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A Yankee Notebook

December 23, 2013


MONTPELIER, VT – Mother and I got back home an hour or so before dark. I picked the least icy line up the driveway and slipped and spun up through the spruces. Straight ahead of us, at the corner of the barn, about half a dozen wild turkeys looked up from their gleaning in the last of the cracked corn – they can clean that frozen spot absolutely free of even a single half-kernel – with what seemed more like irritation than alarm. We stopped outside the back door. They watched to see if we’d get out; when we did, they stalked stiffly, almost comically, into the concealment of the brush between us and the old beaver pond. They’d shortly begin to look for a sheltered spot to roost for the night. I wished them well and spread a couple more coffee cans of corn.

Even without our haunting the shopping centers and big boxes, December’s still been a madhouse of activity around here. From Boston to Durham to Burlington to Fairfield, Vermont (I didn’t make that one because of the ice storm), and finally to Hanover, I’ve piled up more mileage than a college president. But after last evening’s A Christmas Carol performance and a good night’s sleep, a very pleasant, solstice-induced, melatonin-enhanced narcosis has settled in. I’m ready to wrap a present or two, visit the bank and post office in my Santa Claus tuque, and read again the improbable, but majestic and familiar King James version of the old story of two unsheltered travelers, a birth in a stable, shepherds, angels, and Oriental astrologers. I’ll follow that with Martin Luther’s 1522 translation from the Koiné in the Neues Testament und Psalmen that Grampa Lange gave me many years ago.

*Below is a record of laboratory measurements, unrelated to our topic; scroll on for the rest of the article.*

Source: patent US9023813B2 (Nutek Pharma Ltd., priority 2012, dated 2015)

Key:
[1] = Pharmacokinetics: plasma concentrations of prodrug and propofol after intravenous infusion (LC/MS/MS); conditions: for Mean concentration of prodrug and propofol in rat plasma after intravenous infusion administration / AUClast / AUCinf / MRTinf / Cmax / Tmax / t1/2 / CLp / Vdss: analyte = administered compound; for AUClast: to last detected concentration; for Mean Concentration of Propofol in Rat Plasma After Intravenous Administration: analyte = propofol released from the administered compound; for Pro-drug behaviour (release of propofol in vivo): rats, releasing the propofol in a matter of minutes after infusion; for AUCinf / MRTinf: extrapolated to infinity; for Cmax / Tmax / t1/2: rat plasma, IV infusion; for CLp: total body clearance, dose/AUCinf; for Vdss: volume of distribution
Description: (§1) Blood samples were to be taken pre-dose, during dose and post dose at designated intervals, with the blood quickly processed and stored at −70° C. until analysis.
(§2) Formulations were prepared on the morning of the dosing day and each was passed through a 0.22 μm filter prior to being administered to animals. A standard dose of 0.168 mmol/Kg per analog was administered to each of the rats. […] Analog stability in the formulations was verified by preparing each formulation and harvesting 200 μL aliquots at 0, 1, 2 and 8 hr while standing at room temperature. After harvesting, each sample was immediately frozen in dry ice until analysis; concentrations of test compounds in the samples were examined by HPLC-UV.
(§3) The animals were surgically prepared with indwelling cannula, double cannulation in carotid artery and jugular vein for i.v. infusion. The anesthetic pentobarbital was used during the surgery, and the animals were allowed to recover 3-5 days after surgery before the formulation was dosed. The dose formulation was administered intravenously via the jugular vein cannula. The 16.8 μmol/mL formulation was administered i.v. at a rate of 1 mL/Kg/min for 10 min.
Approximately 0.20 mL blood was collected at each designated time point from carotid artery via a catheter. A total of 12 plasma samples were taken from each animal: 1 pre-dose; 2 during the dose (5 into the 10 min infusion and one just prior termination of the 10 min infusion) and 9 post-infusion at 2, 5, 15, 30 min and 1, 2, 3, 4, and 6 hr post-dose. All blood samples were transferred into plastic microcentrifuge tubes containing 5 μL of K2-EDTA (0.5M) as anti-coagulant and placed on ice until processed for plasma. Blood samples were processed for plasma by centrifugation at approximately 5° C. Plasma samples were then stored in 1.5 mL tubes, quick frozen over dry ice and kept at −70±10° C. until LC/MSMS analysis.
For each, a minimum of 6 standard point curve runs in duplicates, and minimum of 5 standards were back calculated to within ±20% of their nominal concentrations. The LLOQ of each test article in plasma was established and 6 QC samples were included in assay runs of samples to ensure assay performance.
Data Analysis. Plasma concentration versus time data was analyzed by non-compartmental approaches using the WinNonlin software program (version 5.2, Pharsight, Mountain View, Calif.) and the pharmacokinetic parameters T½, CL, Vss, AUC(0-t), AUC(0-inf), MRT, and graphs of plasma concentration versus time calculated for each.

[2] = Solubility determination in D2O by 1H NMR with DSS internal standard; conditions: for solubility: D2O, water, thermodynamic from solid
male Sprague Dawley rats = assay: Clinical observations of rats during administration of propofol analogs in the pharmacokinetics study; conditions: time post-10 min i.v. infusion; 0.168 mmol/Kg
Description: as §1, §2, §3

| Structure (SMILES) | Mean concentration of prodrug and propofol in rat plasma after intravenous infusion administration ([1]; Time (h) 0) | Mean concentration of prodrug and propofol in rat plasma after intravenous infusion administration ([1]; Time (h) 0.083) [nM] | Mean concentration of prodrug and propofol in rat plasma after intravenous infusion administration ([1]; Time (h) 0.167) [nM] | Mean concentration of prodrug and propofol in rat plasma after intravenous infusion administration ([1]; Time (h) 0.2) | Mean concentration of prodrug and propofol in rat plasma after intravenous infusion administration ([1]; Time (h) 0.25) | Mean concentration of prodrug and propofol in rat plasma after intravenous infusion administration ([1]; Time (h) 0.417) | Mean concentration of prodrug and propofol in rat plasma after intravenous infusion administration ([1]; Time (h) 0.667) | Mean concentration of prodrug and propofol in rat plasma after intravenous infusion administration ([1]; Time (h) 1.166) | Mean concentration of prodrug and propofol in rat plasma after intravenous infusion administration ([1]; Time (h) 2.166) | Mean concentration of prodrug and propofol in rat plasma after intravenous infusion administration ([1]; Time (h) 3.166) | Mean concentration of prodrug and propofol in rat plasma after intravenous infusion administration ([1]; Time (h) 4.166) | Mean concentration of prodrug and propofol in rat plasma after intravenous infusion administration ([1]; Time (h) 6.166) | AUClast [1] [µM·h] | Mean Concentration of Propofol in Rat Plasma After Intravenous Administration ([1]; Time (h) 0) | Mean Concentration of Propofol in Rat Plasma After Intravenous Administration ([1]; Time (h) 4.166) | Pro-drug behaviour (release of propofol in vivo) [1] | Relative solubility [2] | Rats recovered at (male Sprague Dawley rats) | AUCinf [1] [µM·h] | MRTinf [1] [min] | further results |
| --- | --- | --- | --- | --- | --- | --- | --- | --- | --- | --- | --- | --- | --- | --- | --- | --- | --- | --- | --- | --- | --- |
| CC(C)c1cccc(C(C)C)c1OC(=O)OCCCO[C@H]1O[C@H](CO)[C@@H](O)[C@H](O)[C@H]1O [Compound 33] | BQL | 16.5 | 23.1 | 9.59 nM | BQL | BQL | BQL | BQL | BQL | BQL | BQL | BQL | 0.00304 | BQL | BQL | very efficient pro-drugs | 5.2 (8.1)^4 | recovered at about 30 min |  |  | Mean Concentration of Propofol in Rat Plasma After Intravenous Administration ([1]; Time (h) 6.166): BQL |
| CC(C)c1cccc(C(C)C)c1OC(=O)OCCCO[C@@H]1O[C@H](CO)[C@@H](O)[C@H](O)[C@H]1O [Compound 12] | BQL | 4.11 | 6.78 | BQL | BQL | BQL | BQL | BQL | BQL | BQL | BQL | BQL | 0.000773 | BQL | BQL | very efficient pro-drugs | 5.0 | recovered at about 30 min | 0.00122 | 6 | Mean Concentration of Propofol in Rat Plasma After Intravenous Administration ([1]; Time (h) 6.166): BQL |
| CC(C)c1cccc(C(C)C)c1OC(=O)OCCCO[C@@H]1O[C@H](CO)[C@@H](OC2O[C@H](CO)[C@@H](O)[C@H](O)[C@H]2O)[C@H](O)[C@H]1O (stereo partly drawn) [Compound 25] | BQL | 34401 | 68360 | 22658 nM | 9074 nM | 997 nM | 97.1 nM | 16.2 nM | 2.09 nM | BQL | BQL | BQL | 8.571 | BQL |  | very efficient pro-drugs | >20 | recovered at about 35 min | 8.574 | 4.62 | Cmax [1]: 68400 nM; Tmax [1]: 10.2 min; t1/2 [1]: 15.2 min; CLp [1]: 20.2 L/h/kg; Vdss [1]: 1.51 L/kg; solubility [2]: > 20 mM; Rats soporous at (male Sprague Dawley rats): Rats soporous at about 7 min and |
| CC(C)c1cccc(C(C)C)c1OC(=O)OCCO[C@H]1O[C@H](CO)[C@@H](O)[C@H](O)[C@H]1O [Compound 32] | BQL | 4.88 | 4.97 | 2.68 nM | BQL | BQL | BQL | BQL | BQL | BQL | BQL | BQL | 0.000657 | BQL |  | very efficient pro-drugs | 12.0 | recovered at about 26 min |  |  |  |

North of us, according to the media, ice-encased branches and toppling trees are pulling down power lines. Headed south toward Hanover yesterday, we passed convoys of orange boom trucks headed toward the front like military vehicles. The East Coast is being hammered by the same storm that lately ravaged the Midwest. Living here is like living at the wrong end of a bowling alley: We never know till a storm gets here whether it’s a strike, a spare, or a split.

At the moment here in the capital of Vermont, it’s a split, which has – to torture the metaphor, spared us. The wind is almost still, the air pregnant with incipient fog, and a light rain drips from the eaves, augmented by melting snow. If you’ve ever camped in the winter woods, you know what’s coming next: a hard subzero freeze. My creeper-studded boots are parked by the back door for my occasional forays to the barn; but the sandman has just come by, and for the moment the yard is a beach. Time to get out and get going. Christmas is less than 40 hours away.